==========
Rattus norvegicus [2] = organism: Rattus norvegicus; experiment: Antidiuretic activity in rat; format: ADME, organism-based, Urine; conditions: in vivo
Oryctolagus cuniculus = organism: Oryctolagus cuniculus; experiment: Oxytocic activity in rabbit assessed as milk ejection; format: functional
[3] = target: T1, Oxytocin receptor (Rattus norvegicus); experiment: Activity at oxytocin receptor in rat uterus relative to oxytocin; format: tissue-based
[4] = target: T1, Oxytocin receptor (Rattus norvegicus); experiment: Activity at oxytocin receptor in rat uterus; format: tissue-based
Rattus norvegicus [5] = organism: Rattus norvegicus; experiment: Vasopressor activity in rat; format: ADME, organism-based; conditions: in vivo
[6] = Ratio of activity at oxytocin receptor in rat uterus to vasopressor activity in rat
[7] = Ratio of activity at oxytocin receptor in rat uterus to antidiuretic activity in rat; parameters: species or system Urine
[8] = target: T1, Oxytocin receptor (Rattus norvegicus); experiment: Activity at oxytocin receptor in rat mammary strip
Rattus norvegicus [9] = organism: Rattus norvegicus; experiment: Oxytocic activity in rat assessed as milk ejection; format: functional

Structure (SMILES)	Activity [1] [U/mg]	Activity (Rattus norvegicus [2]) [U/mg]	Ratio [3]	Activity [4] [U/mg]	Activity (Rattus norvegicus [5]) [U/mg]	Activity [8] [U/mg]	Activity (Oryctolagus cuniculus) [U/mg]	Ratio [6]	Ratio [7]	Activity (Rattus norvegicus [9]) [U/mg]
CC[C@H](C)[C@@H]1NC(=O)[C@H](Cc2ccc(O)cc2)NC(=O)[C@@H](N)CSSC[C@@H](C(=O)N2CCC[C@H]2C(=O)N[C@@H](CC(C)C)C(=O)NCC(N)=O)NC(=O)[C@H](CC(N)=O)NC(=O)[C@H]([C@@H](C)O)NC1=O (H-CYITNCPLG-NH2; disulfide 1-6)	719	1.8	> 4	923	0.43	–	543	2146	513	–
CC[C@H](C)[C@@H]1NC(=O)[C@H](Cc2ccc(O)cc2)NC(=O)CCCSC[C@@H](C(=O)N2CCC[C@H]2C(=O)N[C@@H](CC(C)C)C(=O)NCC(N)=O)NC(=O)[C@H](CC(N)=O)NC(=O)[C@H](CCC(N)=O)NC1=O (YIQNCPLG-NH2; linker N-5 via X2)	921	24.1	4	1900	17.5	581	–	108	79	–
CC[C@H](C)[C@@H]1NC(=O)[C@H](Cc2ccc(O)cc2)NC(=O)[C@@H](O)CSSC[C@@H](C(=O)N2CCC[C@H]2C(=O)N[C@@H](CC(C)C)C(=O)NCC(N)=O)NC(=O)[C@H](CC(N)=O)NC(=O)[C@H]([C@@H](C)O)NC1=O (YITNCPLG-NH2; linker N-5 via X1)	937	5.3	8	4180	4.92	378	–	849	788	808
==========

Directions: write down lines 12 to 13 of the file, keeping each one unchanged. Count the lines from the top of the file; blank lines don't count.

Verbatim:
CC[C@H](C)[C@@H]1NC(=O)[C@H](Cc2ccc(O)cc2)NC(=O)CCCSC[C@@H](C(=O)N2CCC[C@H]2C(=O)N[C@@H](CC(C)C)C(=O)NCC(N)=O)NC(=O)[C@H](CC(N)=O)NC(=O)[C@H](CCC(N)=O)NC1=O (YIQNCPLG-NH2; linker N-5 via X2)	921	24.1	4	1900	17.5	581	–	108	79	–
CC[C@H](C)[C@@H]1NC(=O)[C@H](Cc2ccc(O)cc2)NC(=O)[C@@H](O)CSSC[C@@H](C(=O)N2CCC[C@H]2C(=O)N[C@@H](CC(C)C)C(=O)NCC(N)=O)NC(=O)[C@H](CC(N)=O)NC(=O)[C@H]([C@@H](C)O)NC1=O (YITNCPLG-NH2; linker N-5 via X1)	937	5.3	8	4180	4.92	378	–	849	788	808